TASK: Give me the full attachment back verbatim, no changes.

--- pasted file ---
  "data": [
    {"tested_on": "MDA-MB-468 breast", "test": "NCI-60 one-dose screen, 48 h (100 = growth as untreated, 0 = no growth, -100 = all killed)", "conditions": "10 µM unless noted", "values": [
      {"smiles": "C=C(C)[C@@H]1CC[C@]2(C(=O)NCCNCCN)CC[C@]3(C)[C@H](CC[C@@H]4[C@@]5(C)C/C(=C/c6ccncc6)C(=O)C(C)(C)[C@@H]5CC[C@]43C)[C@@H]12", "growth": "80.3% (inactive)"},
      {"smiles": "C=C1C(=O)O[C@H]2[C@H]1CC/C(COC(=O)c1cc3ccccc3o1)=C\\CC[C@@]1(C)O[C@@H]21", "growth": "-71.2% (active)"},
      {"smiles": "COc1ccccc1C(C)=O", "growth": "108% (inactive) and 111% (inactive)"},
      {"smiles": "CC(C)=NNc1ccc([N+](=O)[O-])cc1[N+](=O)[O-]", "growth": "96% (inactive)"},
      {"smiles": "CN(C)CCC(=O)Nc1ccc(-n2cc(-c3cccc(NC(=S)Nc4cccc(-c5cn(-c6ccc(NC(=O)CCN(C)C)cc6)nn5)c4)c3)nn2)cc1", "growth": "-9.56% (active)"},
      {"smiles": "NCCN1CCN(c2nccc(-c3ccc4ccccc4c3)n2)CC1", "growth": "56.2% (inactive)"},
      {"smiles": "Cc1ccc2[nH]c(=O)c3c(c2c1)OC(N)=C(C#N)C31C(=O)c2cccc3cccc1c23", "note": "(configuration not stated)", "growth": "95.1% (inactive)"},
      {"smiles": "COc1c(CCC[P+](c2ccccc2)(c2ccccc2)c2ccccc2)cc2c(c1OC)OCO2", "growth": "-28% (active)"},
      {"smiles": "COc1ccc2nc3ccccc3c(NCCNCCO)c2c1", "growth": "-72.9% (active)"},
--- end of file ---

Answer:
  "data": [
    {"tested_on": "MDA-MB-468 breast", "test": "NCI-60 one-dose screen, 48 h (100 = growth as untreated, 0 = no growth, -100 = all killed)", "conditions": "10 µM unless noted", "values": [
      {"smiles": "C=C(C)[C@@H]1CC[C@]2(C(=O)NCCNCCN)CC[C@]3(C)[C@H](CC[C@@H]4[C@@]5(C)C/C(=C/c6ccncc6)C(=O)C(C)(C)[C@@H]5CC[C@]43C)[C@@H]12", "growth": "80.3% (inactive)"},
      {"smiles": "C=C1C(=O)O[C@H]2[C@H]1CC/C(COC(=O)c1cc3ccccc3o1)=C\\CC[C@@]1(C)O[C@@H]21", "growth": "-71.2% (active)"},
      {"smiles": "COc1ccccc1C(C)=O", "growth": "108% (inactive) and 111% (inactive)"},
      {"smiles": "CC(C)=NNc1ccc([N+](=O)[O-])cc1[N+](=O)[O-]", "growth": "96% (inactive)"},
      {"smiles": "CN(C)CCC(=O)Nc1ccc(-n2cc(-c3cccc(NC(=S)Nc4cccc(-c5cn(-c6ccc(NC(=O)CCN(C)C)cc6)nn5)c4)c3)nn2)cc1", "growth": "-9.56% (active)"},
      {"smiles": "NCCN1CCN(c2nccc(-c3ccc4ccccc4c3)n2)CC1", "growth": "56.2% (inactive)"},
      {"smiles": "Cc1ccc2[nH]c(=O)c3c(c2c1)OC(N)=C(C#N)C31C(=O)c2cccc3cccc1c23", "note": "(configuration not stated)", "growth": "95.1% (inactive)"},
      {"smiles": "COc1c(CCC[P+](c2ccccc2)(c2ccccc2)c2ccccc2)cc2c(c1OC)OCO2", "growth": "-28% (active)"},
      {"smiles": "COc1ccc2nc3ccccc3c(NCCNCCO)c2c1", "growth": "-72.9% (active)"},